Jane Burbank and Frederick Cooper: How Empire Ruled the World
Jane Burbank and Frederick Cooper are history professors at New York University, and the authors of Empires in World History: Power and the Politics of Difference, Princeton University Press, 2010.
Why, in 2011, think about empires? We live in a world of nation-states — over 200 of them, each with their seat in the UN, their flag, postage stamps and governmental institutions. Yet the nation-state is an ideal of recent origin and uncertain future and, for many, devastating consequences.
Empire did not give way to a secure world of nations with the end of Ottoman, Austro-Hungarian, Romanov or German rule after the first world war or, in the 1940s-1970s, with decolonisation (by the French, British, Dutch, Belgian and Portuguese). Many recent conflicts — Rwanda, Iraq, Israel, Afghanistan, ex-Yugoslavia, Sri Lanka, the Congo, the Caucasus, Libya, etc — emerged from failures to find viable alternatives to imperial regimes, after 1918, 1945 and 1989.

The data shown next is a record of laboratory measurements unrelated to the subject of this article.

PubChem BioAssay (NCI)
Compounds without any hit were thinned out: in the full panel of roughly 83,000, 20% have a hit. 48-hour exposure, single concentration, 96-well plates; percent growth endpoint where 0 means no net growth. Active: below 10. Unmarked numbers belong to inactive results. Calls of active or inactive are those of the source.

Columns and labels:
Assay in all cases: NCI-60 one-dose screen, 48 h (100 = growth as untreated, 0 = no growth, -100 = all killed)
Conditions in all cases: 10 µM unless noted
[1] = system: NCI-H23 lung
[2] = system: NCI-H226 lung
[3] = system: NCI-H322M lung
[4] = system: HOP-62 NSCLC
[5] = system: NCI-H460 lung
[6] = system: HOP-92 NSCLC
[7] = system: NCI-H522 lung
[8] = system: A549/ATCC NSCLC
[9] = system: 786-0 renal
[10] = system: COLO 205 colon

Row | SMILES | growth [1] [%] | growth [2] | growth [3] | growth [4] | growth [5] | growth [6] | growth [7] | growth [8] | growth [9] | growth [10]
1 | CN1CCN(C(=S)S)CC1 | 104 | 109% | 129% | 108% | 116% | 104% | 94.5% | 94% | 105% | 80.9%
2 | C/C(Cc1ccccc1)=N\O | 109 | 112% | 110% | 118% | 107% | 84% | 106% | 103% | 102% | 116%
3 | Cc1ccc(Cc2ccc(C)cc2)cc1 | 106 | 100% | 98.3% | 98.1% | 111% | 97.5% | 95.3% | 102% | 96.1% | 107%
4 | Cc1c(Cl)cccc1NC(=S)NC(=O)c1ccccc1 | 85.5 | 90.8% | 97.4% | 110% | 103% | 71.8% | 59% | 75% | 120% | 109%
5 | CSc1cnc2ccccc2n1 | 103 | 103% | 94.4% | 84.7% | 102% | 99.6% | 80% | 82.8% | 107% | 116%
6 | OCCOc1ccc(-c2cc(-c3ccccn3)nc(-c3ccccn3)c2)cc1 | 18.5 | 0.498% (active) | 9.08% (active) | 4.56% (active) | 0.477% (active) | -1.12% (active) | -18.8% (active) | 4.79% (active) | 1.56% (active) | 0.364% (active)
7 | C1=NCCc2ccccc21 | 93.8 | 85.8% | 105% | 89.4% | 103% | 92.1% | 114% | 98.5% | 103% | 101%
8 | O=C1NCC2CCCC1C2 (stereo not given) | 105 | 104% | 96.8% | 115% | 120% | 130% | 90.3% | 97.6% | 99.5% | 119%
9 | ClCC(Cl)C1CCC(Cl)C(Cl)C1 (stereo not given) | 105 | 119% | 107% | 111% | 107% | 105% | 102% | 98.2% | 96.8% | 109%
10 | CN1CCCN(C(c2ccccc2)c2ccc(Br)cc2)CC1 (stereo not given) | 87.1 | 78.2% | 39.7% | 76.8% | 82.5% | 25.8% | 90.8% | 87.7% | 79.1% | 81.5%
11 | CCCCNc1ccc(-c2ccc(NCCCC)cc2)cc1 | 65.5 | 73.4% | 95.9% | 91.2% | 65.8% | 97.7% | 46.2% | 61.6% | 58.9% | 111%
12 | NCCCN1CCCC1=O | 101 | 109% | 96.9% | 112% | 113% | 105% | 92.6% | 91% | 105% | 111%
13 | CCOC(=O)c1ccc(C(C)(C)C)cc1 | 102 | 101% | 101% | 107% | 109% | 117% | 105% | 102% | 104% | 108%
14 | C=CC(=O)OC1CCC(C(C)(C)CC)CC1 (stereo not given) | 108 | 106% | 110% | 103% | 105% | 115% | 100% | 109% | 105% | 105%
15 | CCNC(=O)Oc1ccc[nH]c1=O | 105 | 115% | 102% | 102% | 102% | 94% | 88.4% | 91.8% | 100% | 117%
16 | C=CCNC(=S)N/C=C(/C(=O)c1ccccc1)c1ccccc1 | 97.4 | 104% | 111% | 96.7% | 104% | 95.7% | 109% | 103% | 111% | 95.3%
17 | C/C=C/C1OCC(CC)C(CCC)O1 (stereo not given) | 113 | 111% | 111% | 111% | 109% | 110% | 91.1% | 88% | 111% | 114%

It is not a question of sinking into imperial nostalgia: sentimental evocations of the British Raj or French Indochina have nothing to offer to our present political thinking. Similarly, imperial name-calling — invoking "empire" or "colonialism" to discredit US, French or other interventions — cannot help us analyse or improve today’s world. But an exploration of the histories of empires, old and new, can expand our understanding of how the world came to be what it is, and the organisation of political power in the past, the present and even the future.
Over a very long time, the practices and interactions of empires configured the contexts in which people acted and thought. Examining the trajectories of empires — their creations, conflicts, rivalries, successes and failures — reminds us of something we have forgotten: that sovereignty in the past, and in many areas today, is complex, divided, layered and configured on a variety of founding principles and practices.
What gave empires their world-shaping force?..
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